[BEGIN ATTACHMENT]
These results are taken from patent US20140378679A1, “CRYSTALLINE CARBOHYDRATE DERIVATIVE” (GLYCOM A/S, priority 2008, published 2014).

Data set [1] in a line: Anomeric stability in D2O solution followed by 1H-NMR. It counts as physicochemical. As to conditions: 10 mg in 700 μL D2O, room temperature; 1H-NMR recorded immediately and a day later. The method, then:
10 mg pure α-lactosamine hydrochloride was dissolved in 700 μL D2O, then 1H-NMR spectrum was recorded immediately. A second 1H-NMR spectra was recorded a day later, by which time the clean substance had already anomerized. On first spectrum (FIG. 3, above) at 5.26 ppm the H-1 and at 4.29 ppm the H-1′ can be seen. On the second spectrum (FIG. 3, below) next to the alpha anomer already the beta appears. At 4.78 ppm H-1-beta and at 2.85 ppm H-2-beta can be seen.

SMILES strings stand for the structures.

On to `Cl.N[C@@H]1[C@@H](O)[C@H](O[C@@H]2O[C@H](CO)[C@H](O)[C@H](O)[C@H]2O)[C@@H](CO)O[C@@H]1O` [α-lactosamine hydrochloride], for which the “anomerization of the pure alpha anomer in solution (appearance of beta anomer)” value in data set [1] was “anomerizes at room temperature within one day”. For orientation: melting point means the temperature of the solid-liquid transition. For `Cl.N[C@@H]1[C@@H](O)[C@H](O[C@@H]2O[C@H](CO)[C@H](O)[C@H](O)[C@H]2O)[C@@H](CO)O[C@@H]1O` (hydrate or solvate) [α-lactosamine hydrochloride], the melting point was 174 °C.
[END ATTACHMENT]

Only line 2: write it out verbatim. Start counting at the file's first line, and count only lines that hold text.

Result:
Data set [1] in a line: Anomeric stability in D2O solution followed by 1H-NMR. It counts as physicochemical. As to conditions: 10 mg in 700 μL D2O, room temperature; 1H-NMR recorded immediately and a day later. The method, then: